All you NASCAR history buffs out there may know that the Daytona 500 was founded back in 1959. But, did you also know that the great race at Daytona International Speedway wasn't referred to as "The Great American Race" for the first time until 20 years later?
Renowned sports commentator Ken Squier was inspired by an Australian race of all things when he coined the phrase "The Great American Race" at the 1979 Daytona 500. He knew the biggest race of the year needed its own nickname, similar to the Indy 500's "Greatest Spectacle In Racing" moniker, and decided to open the CBS broadcast (which introduced NASCAR to the public) with the iconic phrase.
Now, Squier says he chose the name because the older vehicles of the time were made up of all American manufacturers and drivers. So, with the sport currently being dominated by Toyota, is the moniker still relevant?
Actually, maybe now more than ever. Fans take issue with the fact that a Japanese company is in NASCAR at all, let alone having such success, but that should have no standing on the validity of the great American race designation.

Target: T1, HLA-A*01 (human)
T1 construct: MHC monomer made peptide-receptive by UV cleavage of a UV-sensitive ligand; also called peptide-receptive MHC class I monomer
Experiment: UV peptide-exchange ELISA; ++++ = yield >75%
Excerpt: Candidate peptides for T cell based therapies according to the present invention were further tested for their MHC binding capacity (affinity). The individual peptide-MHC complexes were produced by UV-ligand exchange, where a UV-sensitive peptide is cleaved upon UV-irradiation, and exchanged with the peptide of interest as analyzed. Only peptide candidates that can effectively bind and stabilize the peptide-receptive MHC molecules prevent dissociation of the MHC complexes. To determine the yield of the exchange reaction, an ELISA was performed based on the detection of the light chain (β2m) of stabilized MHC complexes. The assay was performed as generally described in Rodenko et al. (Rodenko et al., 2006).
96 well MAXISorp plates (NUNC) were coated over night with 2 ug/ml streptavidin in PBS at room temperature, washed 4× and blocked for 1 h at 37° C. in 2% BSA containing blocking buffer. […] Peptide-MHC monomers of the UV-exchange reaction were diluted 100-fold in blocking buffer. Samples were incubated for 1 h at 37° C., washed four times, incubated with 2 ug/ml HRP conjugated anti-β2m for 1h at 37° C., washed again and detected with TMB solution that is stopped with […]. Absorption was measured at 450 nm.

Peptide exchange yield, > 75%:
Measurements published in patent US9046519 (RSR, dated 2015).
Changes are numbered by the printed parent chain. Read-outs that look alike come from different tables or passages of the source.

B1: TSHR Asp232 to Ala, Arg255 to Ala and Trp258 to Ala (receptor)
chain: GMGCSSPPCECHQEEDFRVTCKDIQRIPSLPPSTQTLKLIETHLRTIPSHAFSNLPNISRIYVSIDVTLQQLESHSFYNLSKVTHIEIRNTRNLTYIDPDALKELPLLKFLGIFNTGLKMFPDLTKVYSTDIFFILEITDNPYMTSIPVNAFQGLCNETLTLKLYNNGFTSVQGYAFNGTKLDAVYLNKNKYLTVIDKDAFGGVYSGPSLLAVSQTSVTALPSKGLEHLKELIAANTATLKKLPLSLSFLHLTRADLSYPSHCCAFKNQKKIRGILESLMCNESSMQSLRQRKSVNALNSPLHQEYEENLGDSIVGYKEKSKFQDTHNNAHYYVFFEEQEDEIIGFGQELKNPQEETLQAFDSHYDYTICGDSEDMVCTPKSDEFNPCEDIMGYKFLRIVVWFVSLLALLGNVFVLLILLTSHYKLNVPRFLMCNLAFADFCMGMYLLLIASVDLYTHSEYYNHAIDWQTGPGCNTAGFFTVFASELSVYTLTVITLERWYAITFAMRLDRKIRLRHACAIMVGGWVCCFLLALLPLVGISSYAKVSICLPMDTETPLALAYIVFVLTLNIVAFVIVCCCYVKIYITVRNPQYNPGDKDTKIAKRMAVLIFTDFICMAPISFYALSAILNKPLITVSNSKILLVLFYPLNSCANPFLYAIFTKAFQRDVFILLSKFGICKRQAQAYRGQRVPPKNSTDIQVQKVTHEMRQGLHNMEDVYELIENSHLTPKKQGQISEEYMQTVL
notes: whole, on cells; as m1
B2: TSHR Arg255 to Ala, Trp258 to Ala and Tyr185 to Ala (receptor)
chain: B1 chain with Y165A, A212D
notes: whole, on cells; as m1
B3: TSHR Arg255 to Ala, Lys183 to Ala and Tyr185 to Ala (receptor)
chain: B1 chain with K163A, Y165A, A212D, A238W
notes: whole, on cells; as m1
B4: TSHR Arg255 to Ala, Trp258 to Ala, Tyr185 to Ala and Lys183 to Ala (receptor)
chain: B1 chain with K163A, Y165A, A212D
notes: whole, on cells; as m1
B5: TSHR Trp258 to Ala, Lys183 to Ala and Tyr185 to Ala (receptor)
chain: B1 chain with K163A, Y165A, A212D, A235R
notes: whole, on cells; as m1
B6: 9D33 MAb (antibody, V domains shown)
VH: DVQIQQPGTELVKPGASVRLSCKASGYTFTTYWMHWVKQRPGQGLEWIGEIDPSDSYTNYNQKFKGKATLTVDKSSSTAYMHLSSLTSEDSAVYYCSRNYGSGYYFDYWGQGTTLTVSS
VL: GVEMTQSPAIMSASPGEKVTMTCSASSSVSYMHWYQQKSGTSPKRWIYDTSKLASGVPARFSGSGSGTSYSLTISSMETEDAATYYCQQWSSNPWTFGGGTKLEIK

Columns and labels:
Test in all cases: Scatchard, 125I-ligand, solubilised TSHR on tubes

For one, all of the stock cars are built in the United States, no one is fooled by the stickers saying "Ford," "Chevrolet," or "Toyota" on the cars. These are homegrown race cars. Even if they were actual "stock" cars, the Toyota Camry is just as American as any other car in the series since it is made in Kentucky and Indiana. Ford can't even say that about their own Fusions, since many of them are manufactured in Mexico.
So, if that "Camry" sticker is giving fans second thoughts about Daytona's "Great American" bona-fides, maybe they should turn their ire Ford's way.
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